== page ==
“In taking us through lives, deaths, and near-fatalities, ”TLB” and “Return For Me” encapsulates Maggie’s emotional history as it moves from resignation (Maggie fails to purchase a garage, i.e. fails to fulfill her dreams) to memories of loss, to sudden violence (a theme in this story) to love and contentment.”

I really don’t expect genre at all. Maybe a kind of pulp realism…or perhaps it is closer, in its deep structure, to this “romance” you all see in Marvel comics, which is maybe a different and less-well-codified subgenre of romance.

Jaime’s work, though, to me in my limited experience and from Dan’s description, seems much more concerned with capturing emotional experience — getting the emotional experience of the character down on the page in a powerful and compelling and convincing enough way that it invokes a connection to that emotional experience, and a sympathy and affection for the character, in a reader. It’s not that the characters don’t have motivations, of course they do — but their motivations are presented pretty straighforwardly, in the service of making the character make sense and seem real. The humanity of the character is the point. Believing in the characters is the reward.

I don’t knock that kind of emotional theater, but just to be clear — that ain’t romance or soap opera. It doesn’t satisfy anything comparable to the things that urge me to go consume some conventionally gendered-female genre material (or the similar “literary romances.”) I go to female genre material either for a safe and predictable space to indulge thinking about the social complexity of emotional motivation (without the real-world drama that ensues when you overscrutinize your real-life friends’ motivations) or for idealized fantasy of a minimal-drama, happy-ending world. One reason I am, generally speaking, not in the least bit interested in more realist work, including Jaime’s but also, say Theodore Dreiser’s, is that I do not need a book, comic or otherwise, to provide me emotional experiences or to present to me what is real in the world. All I need to do is call my girlfriends for a nice, long chat — the ones with babies in intensive care, brain-damaged adult children, elderly dependents, cancer-ridden siblings, failing or complicated marriages, miscarriages, unfulfilling jobs, no jobs, frustrated ambitions, low self-esteem, high cholesterol, and houses they can’t afford. They — and their low-drama compatriates with good jobs, great legs, smiling children, couture-filled closets, beautiful spouses, stellar wine cellars and glossy educations — are much more real than anything Jaime, or any other realist writer has to offer on the truth-in-narrative front.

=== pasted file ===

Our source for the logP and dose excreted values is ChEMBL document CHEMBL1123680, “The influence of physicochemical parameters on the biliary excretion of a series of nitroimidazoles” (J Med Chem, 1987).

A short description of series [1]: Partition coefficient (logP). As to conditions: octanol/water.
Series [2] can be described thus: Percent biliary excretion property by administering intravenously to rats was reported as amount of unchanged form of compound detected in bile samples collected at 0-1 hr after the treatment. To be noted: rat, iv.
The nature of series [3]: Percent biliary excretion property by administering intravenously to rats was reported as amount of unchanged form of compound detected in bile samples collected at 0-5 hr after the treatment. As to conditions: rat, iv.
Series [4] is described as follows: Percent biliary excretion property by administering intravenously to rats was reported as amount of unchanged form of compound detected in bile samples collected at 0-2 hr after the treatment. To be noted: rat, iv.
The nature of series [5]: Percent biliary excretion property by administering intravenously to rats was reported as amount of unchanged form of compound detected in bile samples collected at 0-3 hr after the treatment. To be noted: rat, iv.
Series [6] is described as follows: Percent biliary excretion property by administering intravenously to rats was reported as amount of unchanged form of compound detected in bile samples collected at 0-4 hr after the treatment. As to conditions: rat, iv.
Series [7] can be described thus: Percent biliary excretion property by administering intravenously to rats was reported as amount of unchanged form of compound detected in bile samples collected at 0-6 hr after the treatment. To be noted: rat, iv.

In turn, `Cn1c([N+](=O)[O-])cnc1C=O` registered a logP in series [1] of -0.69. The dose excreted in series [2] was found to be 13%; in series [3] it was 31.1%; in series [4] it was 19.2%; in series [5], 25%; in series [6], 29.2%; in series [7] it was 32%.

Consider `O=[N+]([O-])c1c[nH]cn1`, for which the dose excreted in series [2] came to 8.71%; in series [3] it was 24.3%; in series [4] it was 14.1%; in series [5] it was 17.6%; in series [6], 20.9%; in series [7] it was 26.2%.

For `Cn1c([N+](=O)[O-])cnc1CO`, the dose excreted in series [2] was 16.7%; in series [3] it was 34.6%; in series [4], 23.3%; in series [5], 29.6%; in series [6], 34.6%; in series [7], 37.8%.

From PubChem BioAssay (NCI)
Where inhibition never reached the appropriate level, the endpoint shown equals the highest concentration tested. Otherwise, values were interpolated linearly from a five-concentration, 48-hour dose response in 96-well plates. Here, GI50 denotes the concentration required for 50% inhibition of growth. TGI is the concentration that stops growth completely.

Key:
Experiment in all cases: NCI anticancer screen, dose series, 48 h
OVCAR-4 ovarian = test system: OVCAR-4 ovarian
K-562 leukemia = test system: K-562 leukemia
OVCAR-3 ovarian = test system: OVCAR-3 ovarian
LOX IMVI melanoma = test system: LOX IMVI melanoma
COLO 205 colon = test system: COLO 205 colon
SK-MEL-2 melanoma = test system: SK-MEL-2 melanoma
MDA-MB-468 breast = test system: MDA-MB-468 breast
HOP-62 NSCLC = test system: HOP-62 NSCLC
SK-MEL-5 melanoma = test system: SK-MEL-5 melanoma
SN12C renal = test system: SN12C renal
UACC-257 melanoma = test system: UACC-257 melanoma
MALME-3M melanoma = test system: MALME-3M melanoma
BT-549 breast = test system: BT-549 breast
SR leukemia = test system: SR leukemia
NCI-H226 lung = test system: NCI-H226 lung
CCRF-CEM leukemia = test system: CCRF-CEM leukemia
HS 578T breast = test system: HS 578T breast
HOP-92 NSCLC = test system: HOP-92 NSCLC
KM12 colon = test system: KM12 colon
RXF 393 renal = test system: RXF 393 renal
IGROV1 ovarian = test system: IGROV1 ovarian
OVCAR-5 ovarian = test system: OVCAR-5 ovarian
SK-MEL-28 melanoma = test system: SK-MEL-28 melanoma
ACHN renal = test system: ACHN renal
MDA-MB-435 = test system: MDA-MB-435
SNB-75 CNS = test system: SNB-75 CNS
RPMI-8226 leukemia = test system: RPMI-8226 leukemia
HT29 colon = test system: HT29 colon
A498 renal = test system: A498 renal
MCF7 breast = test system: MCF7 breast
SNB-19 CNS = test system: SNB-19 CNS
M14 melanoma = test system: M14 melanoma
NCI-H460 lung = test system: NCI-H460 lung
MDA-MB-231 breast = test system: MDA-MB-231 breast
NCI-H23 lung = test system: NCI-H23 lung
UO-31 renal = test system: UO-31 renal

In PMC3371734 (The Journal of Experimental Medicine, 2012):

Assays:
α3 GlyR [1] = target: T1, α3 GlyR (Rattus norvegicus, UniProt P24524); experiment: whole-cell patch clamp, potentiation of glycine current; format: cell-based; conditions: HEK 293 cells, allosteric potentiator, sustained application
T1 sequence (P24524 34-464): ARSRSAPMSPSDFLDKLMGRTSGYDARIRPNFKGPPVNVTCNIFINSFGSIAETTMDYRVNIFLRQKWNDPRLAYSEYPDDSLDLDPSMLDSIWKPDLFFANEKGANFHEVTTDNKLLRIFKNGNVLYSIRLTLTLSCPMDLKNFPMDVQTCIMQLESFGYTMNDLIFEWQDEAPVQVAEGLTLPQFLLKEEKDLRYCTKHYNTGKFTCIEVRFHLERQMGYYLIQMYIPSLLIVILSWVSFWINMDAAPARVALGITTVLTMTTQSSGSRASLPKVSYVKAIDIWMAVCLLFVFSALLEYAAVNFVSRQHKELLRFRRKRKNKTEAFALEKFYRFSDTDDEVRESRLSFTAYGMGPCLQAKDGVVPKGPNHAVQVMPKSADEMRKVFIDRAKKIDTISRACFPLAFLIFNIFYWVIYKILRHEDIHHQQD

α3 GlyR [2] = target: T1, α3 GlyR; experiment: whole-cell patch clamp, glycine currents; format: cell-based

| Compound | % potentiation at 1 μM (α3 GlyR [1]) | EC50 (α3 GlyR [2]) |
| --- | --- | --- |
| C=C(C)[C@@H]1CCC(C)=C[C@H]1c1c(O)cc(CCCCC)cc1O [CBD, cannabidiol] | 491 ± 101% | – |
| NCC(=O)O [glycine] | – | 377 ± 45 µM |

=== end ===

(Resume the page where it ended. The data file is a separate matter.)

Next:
So when Dan gushes that “They’re real,” the only response I really have is “why, then, wouldn’t my time (and yours) be better spent caring for the actual people in our actual lives who have similar or worse problems?”

Now, I can absolutely respect a realist-to-melodramatic book that offers rare, meaningful wisdom on WHY those experiences happened to people — and by “rare and meaningful” I mean some insight into the social and psychological conditions that shaped those experiences that a bright, socially adept, adult female wouldn’t have already gained from the routine business of conducting her social and familial life. I respect Dreiser for that reason (even though I have no interest in ever reading Sister Carrie again if I live to be 1000.) I need something extra-real to make a book worth the distraction from my actual real life.

Which isn’t to say that Jaime’s work does not do those things, doesn’t have anything extra-real. It’s just that the extra-real stuff is what I’d have liked the TCJ reviews, and discussions of this kind of art in general, to pinpoint and grapple with. Emotional verisimilitude and compelling characters and being real are just the bare minimum I expect of competent fiction. It’s not what gets you praised; it’s what gets you published. So given that, Mr Critic, what makes the experiences of these “real” characters so unique in the world or so idiosyncratic a representation of the social tapestry that it’s worth my time having fictional experiences with them when I could be having real ones with my family and friends (or having fictional ones that offer something really artistically challenging or intellectually ambitious, independent of all the emotional schtuff)?

That’s a question that, for my taste, isn’t answered — by critics or by fiction itself — nearly often enough.
Update by Noah: This is part of an impromptu roundtable on Jaime and his critics.